page 2Edit


By this time, although I didn't notice it happening, a lot of common knowledge had come back to me. I could understand the world in civilised terms, and the habits of culture crept into my daily activities. I had even begun to interact with the people I sometimes encountered.

What had not come back to me was anything about myself; my past, my attitudes. I remained an assemblage of actions and ideas signifying nothing, and no-one. But the void is anathema to consciousness, and soon fills with any nonsense it can throw together, protesting its reality from within. And how can I not be affected? Reason is no match for belief.

And so, at last, I have to talk about the Tree — my ambition and embarrassment, nemesis and teacher. Quest, perhaps, or mere sickness. I just don't know, but it is the reason I am writing this.

My dreams are ... difficult. Not exciting, or inspiring, or even amusingly random. They just play out like an idle stroll through daily life, being utterly mundane and uneventful, yet intangibly and tantalisingly wrong. And if I could tell you something more substantial than that, I could tell myself, and maybe I wouldn't have to build my sanity with blocks.

I'm convinced that the world I visit in sleep is real, and that I should be able to grasp it, because it seems to know me. But the transition to wakefulness dissolves the mind of dream, replacing the uncanny with the familiar, so that nothing of value remains in memory. Except the Tree, which somehow retains its enigmatic qualities to haunt my waking consciousness. It doesn't fit, irritating my mind with an itch that thinking alone cannot scratch.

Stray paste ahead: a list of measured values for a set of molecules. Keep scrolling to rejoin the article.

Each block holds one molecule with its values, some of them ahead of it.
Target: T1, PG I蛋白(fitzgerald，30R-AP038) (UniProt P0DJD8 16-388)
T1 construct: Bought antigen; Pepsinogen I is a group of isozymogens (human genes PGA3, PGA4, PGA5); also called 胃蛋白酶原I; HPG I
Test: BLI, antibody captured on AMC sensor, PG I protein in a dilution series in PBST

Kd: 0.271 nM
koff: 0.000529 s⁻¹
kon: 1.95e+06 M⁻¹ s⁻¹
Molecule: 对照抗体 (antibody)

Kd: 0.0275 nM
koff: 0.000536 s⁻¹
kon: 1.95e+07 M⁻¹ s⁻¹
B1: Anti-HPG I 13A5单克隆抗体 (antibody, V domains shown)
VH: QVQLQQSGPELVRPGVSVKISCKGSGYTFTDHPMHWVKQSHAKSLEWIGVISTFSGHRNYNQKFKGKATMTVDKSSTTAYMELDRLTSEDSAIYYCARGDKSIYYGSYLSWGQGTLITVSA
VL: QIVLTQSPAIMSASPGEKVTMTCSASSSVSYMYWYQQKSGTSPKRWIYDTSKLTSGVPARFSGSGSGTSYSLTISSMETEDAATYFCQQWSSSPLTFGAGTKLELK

So with the outer darkness nearby to resonate with my own, I began building the Tree.

People seem to know about trees already, and have built their likeness, but that only makes it harder to explain. They are so ready to judge by the material result, but have no patience for the inner conflict that informs it. And I can't blame them for being sane. And perhaps they know something.

I could just build 'a tree' to appease them, but that would miss the point. Because what I'm building is not the shape of a tree, but an intangible communion with mystery; a connection between worlds.